Personally, while one would probably still get away with a power increase, I would see it as a waste of time as I'm a fan of things being done properly rather than almost literally half arsed.
 

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RE: Questions.

Matt said:
i was told that on the cbr (by stasi, from rb racing) that rejetting without new pipes is a waste of time...
We weren't talking about a cbr, but the point stands for the cbr as well. Perhaps Stasi was saying you may as well change the pipes at the same time as getting it rejeted if you're going to the trouble? I dunno. Anyway, if you significantly derestrict the air intake, you'll lean out, and will need to rejet, the guys who have run open air setups have proven that significant air intake mods require rejeting..

Justin.[hr]
Tromac said:
If you aim for power, then it would be silly not to reduce the increased back pressure, due to needing to force a larger volume of fluid out of the same orifice, as it's going to take more power to push that exhaust away.
I think we're all in agreement that exhaust mods increase power. Matt made it sound like exhaust mods were necessary to see benefit from modding the intake, which isn't the case.


Personally, while one would probably still get away with a power increase, I would see it as a waste of time as I'm a fan of things being done properly rather than almost literally half arsed.
I made a cold air intake for my TT Soarer. It cost a couple of bucks in parts, it fed cooler denser air to the airbox, and it didn't attract attention from police or the EPA. They run a little rich, so no re-tuning necessary. I don't see why you have to spend half the value of the bike on a full system just because you want to do some cheap work on the intake for a pony or two :)

Justin.
 

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RE: Questions.

sir.b said:
Matt said:
i was told that on the cbr (by stasi, from rb racing) that rejetting without new pipes is a waste of time...
We weren't talking about a cbr, but the point stands for the cbr as well. Perhaps Stasi was saying you may as well change the pipes at the same time as getting it rejeted if you're going to the trouble? I dunno. Anyway, if you significantly derestrict the air intake, you'll lean out, and will need to rejet, the guys who have run open air setups have proven that significant air intake mods require rejeting..

Justin.
What he's saying aligns perfectly with what you said Justin..

If you allow more air into the system or make it easier to clear the exhaust you need to compensate for this added flow with more fuel.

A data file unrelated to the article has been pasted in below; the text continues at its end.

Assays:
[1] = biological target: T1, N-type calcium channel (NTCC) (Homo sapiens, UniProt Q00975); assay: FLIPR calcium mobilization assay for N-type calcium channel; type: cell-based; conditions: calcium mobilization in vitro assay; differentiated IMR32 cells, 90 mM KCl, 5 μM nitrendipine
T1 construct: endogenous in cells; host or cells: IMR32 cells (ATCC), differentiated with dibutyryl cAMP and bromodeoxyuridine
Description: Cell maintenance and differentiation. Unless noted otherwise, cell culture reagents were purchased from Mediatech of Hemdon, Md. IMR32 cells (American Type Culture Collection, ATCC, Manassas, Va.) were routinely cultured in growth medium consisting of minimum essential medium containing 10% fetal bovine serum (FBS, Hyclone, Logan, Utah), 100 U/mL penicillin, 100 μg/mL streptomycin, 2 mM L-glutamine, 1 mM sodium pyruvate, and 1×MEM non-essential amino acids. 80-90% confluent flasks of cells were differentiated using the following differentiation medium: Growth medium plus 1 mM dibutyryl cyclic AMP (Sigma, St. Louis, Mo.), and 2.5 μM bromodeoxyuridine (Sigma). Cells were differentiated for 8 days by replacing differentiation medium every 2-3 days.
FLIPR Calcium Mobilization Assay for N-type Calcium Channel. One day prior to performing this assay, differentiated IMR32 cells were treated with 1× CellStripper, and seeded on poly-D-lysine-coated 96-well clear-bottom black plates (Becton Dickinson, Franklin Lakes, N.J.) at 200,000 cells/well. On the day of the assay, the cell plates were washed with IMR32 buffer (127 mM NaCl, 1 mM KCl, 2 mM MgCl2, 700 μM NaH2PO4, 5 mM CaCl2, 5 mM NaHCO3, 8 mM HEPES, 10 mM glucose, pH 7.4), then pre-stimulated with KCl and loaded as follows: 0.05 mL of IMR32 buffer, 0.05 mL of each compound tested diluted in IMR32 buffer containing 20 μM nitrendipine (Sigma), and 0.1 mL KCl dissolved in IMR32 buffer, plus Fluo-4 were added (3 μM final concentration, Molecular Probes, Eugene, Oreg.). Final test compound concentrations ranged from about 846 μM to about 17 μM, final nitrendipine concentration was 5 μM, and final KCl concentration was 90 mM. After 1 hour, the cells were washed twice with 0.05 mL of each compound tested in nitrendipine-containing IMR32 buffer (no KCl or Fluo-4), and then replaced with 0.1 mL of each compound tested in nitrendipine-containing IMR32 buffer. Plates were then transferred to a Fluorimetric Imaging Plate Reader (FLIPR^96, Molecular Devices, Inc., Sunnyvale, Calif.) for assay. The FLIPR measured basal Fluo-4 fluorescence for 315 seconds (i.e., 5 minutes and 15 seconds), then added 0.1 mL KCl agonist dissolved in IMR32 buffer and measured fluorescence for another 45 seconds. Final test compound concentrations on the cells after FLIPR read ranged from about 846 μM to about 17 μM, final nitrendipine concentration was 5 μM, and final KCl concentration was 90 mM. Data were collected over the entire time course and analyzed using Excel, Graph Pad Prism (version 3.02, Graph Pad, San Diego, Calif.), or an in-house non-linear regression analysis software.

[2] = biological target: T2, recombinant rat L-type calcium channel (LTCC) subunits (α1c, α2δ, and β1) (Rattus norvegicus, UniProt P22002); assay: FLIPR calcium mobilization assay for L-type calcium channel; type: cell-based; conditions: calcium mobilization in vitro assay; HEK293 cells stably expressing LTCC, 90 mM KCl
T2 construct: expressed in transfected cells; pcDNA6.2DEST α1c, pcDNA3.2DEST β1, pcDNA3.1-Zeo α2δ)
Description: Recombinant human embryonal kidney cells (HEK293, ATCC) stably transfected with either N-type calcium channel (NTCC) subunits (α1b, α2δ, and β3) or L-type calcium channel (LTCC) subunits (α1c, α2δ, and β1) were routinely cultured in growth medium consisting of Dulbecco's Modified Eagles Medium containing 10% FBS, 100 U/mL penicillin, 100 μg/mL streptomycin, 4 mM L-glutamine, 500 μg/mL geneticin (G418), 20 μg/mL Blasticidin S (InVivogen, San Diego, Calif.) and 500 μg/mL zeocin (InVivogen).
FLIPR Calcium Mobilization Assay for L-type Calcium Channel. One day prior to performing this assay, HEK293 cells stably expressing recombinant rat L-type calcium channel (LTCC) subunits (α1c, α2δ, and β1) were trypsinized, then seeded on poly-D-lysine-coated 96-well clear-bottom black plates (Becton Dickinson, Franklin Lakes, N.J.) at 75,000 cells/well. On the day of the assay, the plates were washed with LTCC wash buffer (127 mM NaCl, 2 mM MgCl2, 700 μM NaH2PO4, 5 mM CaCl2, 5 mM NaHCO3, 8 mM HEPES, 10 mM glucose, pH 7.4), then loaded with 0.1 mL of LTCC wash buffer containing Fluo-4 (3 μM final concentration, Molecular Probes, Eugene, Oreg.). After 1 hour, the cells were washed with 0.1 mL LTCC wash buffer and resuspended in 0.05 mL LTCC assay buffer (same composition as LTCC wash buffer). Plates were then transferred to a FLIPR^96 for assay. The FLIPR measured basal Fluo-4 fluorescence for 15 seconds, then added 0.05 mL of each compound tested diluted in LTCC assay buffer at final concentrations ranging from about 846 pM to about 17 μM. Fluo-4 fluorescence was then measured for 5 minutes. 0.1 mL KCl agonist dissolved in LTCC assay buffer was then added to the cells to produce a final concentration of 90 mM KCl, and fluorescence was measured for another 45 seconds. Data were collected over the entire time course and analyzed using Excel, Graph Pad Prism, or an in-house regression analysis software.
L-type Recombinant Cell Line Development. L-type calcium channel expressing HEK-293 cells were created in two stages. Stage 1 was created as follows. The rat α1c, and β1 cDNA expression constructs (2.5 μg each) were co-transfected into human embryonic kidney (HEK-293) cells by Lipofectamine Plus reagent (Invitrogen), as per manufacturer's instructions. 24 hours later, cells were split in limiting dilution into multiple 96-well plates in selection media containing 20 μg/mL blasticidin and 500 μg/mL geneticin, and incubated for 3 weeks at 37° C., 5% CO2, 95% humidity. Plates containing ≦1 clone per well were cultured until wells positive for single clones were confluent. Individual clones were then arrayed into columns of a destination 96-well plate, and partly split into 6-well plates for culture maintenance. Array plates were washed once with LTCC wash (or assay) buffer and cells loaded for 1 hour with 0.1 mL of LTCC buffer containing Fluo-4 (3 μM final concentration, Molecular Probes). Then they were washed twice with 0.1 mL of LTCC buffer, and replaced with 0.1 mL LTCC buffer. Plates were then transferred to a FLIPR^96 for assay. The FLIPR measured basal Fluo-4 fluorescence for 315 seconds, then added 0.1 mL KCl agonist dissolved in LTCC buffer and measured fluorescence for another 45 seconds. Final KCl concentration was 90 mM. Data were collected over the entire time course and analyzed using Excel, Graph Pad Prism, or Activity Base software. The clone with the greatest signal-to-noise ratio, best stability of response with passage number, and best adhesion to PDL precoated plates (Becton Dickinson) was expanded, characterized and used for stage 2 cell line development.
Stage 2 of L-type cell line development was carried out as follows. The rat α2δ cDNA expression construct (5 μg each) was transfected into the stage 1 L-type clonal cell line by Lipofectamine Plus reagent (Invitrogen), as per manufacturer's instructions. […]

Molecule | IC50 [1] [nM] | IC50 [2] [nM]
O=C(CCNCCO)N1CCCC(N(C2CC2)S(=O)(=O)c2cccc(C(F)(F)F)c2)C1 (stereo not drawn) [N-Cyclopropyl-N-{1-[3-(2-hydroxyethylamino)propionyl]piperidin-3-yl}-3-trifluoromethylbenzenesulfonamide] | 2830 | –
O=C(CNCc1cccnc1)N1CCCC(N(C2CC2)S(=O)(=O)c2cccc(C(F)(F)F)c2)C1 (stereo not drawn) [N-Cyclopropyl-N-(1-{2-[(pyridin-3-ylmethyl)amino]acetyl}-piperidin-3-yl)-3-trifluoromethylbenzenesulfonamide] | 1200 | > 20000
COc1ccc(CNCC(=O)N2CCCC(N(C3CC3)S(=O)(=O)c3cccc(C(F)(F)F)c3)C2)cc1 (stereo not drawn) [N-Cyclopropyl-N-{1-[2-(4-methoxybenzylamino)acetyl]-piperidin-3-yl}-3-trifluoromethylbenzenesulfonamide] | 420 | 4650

If you add more fuel without freeing up intake or exhaust, you're wasting your time.
 

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Discussion Starter · #14 ·
RE: Questions.

zane said:
if u think the 2 breather tubes are the vac ports get someone else to do work on bike. the vac ports are not on the carbs they're on the cylinder head. download the manual and read it!!!

and about drilling slides, this isnt a half arsed method, this is good old tuning of carbs, changing jets, needles, and springs are all cheap ways of getting more out of the carbs.

first get the basics done. have ur bike serviced with new plugs and have carbs balanced. so ur starting off with the bike running at a 100%
Done a shitload on the bike already, fork oil and seals +20c mod about 7000km ago, steering head bearings round the same time. (At the service day a few months ago was shown how to do all this)
Chain and sprockets have less than 500km on them

Plugs and oil are less than 2000km old. Same goes for air and oil filters. Cleaned the carbys and replaced the manifold rubbers around the same time, aswell as a brake bleed, all done myself with no issues, about as good as its going to get atm apart from a carby balance which is why i was asking about the vacuum ports in order to make myself a budget manometer so don't go calling me a total noob.

As i understand airfilter and rejetting is relatively inexpensive compared to a whole new exhaust system, and shes already got a straight through can on her.

Would it be worth the trouble drilling the slides on an RVF? having ridden it the V4 doesn't seem as responsive as the I4 which seems to be much more free revving and climb much faster even in neutral.
Mind you I'd still love an RVF due to the extra power, much longer gearing and amazing corner feel.
 

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RE: Questions.